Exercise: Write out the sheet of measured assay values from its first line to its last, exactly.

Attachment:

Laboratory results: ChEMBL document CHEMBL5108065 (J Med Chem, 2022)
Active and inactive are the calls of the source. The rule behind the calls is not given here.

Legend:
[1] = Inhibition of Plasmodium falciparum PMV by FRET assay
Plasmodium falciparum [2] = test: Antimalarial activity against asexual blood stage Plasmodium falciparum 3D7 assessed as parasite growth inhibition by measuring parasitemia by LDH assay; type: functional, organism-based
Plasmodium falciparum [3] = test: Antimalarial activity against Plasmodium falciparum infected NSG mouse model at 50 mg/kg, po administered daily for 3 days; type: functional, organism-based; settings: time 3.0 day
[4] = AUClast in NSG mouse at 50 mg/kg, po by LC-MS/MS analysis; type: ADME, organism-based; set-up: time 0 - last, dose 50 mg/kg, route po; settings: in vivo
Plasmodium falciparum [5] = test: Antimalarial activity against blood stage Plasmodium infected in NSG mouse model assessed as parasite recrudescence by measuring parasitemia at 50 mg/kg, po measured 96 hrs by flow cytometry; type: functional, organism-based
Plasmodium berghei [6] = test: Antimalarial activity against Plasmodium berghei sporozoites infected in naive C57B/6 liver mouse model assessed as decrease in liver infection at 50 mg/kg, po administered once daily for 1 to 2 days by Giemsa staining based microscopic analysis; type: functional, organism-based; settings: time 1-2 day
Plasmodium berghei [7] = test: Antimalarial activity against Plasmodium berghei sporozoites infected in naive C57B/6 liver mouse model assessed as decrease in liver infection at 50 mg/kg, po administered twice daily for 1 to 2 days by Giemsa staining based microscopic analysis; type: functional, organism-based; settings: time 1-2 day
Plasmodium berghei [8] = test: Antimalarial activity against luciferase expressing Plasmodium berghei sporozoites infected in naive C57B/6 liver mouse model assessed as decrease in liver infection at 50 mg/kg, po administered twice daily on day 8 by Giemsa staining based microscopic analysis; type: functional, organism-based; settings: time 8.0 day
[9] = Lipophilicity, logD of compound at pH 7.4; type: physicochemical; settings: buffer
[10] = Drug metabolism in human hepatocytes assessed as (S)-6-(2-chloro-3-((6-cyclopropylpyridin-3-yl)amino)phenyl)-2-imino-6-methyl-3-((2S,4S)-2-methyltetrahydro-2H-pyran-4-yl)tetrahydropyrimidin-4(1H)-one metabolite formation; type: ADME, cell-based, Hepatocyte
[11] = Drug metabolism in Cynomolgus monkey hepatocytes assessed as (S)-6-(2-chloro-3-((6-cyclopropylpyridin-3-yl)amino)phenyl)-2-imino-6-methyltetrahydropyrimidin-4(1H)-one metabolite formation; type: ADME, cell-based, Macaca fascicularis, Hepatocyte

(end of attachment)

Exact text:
Laboratory results: ChEMBL document CHEMBL5108065 (J Med Chem, 2022)
Active and inactive are the calls of the source. The rule behind the calls is not given here.

Legend:
[1] = Inhibition of Plasmodium falciparum PMV by FRET assay
Plasmodium falciparum [2] = test: Antimalarial activity against asexual blood stage Plasmodium falciparum 3D7 assessed as parasite growth inhibition by measuring parasitemia by LDH assay; type: functional, organism-based
Plasmodium falciparum [3] = test: Antimalarial activity against Plasmodium falciparum infected NSG mouse model at 50 mg/kg, po administered daily for 3 days; type: functional, organism-based; settings: time 3.0 day
[4] = AUClast in NSG mouse at 50 mg/kg, po by LC-MS/MS analysis; type: ADME, organism-based; set-up: time 0 - last, dose 50 mg/kg, route po; settings: in vivo
Plasmodium falciparum [5] = test: Antimalarial activity against blood stage Plasmodium infected in NSG mouse model assessed as parasite recrudescence by measuring parasitemia at 50 mg/kg, po measured 96 hrs by flow cytometry; type: functional, organism-based
Plasmodium berghei [6] = test: Antimalarial activity against Plasmodium berghei sporozoites infected in naive C57B/6 liver mouse model assessed as decrease in liver infection at 50 mg/kg, po administered once daily for 1 to 2 days by Giemsa staining based microscopic analysis; type: functional, organism-based; settings: time 1-2 day
Plasmodium berghei [7] = test: Antimalarial activity against Plasmodium berghei sporozoites infected in naive C57B/6 liver mouse model assessed as decrease in liver infection at 50 mg/kg, po administered twice daily for 1 to 2 days by Giemsa staining based microscopic analysis; type: functional, organism-based; settings: time 1-2 day
Plasmodium berghei [8] = test: Antimalarial activity against luciferase expressing Plasmodium berghei sporozoites infected in naive C57B/6 liver mouse model assessed as decrease in liver infection at 50 mg/kg, po administered twice daily on day 8 by Giemsa staining based microscopic analysis; type: functional, organism-based; settings: time 8.0 day
[9] = Lipophilicity, logD of compound at pH 7.4; type: physicochemical; settings: buffer
[10] = Drug metabolism in human hepatocytes assessed as (S)-6-(2-chloro-3-((6-cyclopropylpyridin-3-yl)amino)phenyl)-2-imino-6-methyl-3-((2S,4S)-2-methyltetrahydro-2H-pyran-4-yl)tetrahydropyrimidin-4(1H)-one metabolite formation; type: ADME, cell-based, Hepatocyte
[11] = Drug metabolism in Cynomolgus monkey hepatocytes assessed as (S)-6-(2-chloro-3-((6-cyclopropylpyridin-3-yl)amino)phenyl)-2-imino-6-methyltetrahydropyrimidin-4(1H)-one metabolite formation; type: ADME, cell-based, Macaca fascicularis, Hepatocyte